Preparation and characterization of TCiGNPs

To facilitate the delivery of GrB-T in vivo and ensure its extracellular release, the GrB-T was complexed with HA-APM (Hyaluronic acid- N-(3-aminopropyl) methacrylamide) via electrostatic interaction, following which MPC was polymerized on the surface of the GrB-T/HA-APM complexes to form TCiGNPs (Figure 2a). HA-APM synthesis was demonstrated by 1H NMR (Figure S2) and the successful joining of TAT to GrB (Figure S3). The formation of TCiGNPs was monitored by agarose gel electrophoresis, and size analysis and zeta potential measurement were carried out. As shown in Figure 2b, both GrB and GrB-T showed a positive charge (14 mV and 25 mV, respectively) moving to the anode under the electric field. When GrB-T was attached to HA-APM, the (GrB-T/HA) particle size of the complex increased to 25 nm, but its zeta potential decreased to -4 mV (Figure 2c). Finally, PMPC was coated on the surface of GrB-T/HA complex through in situ polymerization forming TCiGNPs with a uniform diameter of 33 nm and a nearly neutral zeta potential of -1.3mV (Figure 2c), suggesting complete encapsulation of the protein. The anti-fouling property of PMPC was expected to significantly reduce the non-specific interaction between TCiGNPs and cancer cells, thereby avoiding protein-mediated cell endocytosis [45,46]. The transmission electron microscope (TEM) image (Figure 2d) of TCiGNPs showed that the nanoparticles were spherical, and the particle size was consistent with the light scattering test results.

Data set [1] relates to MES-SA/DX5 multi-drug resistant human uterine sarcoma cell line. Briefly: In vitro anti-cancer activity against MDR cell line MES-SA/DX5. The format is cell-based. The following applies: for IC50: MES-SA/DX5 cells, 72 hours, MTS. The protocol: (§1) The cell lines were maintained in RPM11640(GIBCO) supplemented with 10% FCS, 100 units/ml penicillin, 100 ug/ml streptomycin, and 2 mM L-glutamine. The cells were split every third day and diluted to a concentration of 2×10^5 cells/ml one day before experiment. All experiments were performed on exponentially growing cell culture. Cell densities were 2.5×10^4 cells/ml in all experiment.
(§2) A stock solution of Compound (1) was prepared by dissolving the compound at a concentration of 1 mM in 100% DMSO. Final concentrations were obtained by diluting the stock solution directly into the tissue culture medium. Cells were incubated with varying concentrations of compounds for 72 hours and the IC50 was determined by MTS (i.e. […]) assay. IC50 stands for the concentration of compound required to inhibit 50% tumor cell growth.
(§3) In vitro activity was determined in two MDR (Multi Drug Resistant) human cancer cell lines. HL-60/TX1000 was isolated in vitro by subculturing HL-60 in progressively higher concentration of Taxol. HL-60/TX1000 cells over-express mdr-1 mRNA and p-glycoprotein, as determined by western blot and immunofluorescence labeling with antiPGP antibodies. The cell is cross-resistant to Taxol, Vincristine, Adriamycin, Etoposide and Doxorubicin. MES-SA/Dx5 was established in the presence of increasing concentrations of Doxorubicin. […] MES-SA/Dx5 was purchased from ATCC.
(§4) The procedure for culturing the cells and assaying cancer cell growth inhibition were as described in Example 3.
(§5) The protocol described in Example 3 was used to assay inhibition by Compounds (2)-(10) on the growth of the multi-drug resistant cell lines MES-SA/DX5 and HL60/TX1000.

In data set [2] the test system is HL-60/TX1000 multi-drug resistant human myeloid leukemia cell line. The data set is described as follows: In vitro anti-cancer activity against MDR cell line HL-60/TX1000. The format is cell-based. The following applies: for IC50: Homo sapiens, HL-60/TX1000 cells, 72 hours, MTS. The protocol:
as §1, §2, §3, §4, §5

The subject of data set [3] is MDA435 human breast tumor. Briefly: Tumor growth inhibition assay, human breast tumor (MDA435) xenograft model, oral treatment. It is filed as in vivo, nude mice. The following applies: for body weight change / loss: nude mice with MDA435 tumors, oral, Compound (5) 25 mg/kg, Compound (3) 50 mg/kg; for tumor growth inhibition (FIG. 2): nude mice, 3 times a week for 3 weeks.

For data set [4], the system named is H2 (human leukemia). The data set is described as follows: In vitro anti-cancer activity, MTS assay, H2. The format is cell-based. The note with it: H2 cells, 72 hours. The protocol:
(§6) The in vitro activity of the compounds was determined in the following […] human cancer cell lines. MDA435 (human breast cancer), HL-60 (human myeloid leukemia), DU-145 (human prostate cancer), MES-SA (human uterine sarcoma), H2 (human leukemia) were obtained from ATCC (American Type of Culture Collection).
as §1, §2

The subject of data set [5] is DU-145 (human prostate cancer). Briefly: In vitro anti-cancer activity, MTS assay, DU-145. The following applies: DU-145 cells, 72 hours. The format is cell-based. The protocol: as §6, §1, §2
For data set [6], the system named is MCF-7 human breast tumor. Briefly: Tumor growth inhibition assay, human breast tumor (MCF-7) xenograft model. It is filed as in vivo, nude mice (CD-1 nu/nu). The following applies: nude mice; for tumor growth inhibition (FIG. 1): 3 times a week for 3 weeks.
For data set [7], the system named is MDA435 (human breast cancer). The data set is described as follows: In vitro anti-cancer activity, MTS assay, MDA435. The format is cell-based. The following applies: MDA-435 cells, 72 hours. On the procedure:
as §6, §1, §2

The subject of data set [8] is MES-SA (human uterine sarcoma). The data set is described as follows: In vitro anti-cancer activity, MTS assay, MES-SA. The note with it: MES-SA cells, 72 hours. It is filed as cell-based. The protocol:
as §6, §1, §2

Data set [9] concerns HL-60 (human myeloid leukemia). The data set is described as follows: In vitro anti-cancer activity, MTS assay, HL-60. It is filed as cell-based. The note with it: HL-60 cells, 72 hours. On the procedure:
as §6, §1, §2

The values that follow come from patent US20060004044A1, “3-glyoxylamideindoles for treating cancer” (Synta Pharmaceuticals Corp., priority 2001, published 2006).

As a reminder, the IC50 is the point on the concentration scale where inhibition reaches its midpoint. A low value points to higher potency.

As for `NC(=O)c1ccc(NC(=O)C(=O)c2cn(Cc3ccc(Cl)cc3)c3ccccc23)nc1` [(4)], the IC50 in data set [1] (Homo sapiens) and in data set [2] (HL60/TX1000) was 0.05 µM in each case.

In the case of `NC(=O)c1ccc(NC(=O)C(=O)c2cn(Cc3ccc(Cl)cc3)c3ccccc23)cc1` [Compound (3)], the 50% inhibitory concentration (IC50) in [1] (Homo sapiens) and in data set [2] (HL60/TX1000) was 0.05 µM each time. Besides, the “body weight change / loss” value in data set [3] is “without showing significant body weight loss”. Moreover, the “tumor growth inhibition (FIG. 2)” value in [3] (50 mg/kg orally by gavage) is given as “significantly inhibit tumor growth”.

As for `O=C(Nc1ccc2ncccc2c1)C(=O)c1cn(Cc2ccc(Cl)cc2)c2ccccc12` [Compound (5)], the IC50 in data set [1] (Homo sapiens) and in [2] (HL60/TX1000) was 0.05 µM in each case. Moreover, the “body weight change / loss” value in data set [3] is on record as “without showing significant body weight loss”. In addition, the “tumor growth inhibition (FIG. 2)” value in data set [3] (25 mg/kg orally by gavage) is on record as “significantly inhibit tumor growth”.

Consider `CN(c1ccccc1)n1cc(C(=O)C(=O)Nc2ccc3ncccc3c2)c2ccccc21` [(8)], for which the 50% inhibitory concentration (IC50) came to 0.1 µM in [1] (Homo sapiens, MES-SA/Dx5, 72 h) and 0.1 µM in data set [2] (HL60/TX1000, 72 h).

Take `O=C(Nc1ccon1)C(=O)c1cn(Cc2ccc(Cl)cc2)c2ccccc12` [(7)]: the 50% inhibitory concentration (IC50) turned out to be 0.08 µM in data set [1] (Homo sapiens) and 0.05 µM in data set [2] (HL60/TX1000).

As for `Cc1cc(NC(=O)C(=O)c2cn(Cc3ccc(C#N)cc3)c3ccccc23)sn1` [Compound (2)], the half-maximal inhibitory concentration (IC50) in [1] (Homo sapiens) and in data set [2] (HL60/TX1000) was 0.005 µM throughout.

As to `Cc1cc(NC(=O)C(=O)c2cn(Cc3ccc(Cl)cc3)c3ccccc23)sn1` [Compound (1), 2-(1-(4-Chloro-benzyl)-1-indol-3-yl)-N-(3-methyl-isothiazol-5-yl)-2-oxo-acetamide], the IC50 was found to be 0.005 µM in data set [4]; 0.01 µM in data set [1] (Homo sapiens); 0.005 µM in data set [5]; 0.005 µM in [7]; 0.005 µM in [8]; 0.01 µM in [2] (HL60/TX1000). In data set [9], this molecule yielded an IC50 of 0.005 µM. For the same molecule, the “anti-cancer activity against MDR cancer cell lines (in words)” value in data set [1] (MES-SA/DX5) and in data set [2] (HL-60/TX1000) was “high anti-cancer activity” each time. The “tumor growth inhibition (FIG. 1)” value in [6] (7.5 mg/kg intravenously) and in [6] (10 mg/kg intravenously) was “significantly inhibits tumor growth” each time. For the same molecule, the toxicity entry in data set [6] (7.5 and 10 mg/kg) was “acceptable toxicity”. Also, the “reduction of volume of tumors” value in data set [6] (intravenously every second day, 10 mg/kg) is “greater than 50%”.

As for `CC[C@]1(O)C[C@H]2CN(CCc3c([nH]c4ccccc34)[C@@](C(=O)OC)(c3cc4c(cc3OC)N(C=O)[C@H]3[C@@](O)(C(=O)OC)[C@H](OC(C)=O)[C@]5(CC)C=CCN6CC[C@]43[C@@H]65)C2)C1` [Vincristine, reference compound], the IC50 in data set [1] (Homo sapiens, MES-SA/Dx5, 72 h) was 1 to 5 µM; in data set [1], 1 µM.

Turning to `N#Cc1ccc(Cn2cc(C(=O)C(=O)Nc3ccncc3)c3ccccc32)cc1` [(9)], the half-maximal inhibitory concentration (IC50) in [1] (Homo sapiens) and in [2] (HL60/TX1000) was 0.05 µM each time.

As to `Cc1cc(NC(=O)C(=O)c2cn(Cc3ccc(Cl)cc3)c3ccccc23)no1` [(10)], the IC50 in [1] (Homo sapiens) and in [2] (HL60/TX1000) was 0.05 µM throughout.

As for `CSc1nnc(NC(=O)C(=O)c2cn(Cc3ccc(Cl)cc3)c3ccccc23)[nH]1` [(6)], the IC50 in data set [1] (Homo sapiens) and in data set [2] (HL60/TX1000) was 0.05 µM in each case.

Figure 2 

(A) Design procedure of TCiGNPs for site-specific GrB delivery. (B) Agarose gel electrophoresis of various GrB formulations. (C) Particle size and zeta potential of GrB-T, GrB-T/HA, and TCiGNP.(D) TEM images of TCiGNPs.(E) Change in particle size and zeta potential of TCiGNPs over time incubated with HAase at pH 6.5.